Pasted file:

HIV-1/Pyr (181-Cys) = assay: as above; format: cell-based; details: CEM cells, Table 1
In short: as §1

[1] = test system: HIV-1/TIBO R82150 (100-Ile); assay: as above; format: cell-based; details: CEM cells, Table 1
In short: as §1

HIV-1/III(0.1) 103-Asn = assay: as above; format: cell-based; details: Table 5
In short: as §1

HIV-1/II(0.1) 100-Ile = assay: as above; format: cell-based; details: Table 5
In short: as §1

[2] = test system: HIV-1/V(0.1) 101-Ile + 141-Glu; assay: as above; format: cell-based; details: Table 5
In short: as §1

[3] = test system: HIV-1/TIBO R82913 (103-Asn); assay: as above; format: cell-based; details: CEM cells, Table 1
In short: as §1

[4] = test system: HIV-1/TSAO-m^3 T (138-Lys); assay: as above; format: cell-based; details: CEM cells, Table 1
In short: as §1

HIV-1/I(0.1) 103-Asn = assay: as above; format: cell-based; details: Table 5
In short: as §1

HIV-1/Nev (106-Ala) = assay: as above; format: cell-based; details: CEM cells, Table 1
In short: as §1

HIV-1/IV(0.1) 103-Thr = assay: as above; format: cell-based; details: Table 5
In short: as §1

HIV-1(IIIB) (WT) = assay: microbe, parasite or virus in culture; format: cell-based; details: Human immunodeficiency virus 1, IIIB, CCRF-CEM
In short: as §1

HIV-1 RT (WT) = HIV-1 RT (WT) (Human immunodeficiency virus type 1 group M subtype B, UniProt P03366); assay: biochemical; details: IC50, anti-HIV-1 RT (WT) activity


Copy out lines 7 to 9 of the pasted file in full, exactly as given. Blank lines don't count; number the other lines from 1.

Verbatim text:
HIV-1/II(0.1) 100-Ile = assay: as above; format: cell-based; details: Table 5
In short: as §1

[2] = test system: HIV-1/V(0.1) 101-Ile + 141-Glu; assay: as above; format: cell-based; details: Table 5